When a new piece of game legislation is introduced in a gamers state, what can someone do to prevent this from passing? Does letter writing make a difference?

Absolutely. It is one thing for someone representing the industry to speak to policy makers about the issues that effect it, but constituents, the people who actually mark the ballot that got each respective official elected, have a unique power to send a message that they vote, and they will no longer tolerate these attacks on the entertainment that you, the gamer, decide to use for your personal enjoyment.

What can we as gamers do with a game like Rockstar's Bully? It's already being attacked, long before it's even due to come out in stores. What action can we take to get our voice heard in the media?

Write letters to the editor; submit op ed columns; call editors and demand balanced coverage. Organize pro video game rallies. Be assertive and be proud to be a gamer.

Comments (1)

Simple: it's not the role of government to decide what games kids should or should not play. That's why they have parents.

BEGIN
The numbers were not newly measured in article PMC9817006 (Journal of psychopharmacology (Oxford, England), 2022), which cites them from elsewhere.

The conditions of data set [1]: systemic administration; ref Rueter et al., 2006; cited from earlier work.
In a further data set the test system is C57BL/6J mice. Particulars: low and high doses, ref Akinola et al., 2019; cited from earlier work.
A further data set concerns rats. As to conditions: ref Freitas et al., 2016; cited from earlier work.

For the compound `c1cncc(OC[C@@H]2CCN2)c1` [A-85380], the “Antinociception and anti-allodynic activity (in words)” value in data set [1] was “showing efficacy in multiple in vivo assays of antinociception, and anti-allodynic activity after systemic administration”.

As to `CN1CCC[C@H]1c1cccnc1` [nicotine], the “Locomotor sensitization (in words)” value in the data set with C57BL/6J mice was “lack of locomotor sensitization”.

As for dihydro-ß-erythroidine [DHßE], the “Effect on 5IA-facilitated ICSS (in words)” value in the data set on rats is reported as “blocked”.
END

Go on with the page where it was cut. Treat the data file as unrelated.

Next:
That's such a simplistic view, and it's exactly why nobody takes gamers seriously. Gamers can't win if they use this argument!

It is absolutely the government's role to decide what games kids should play if they people want the government to have this role. And it seems they do. Yes, we do have parents for that. That doesn't matter. It's not about your children, it's about the neighbour's children. People can't control how others look after their children. People can't force their neighbours to be good parents. But, justified or not, they want to (and frankly, I think most parents suck at doing their job). That's why they will always call upon the government to do this job.

The real argument is this: Adults play these games. The government should not censor the media adults choose to consume. End of story.

This is the argument we can win, and it's the argument we should make, instead of claiming that the government shouldn't be able to restrict what minors are allowed to do. Guess what, they already do that, and nobody is about to allow kids to buy booze, whether that would be a good idea or not.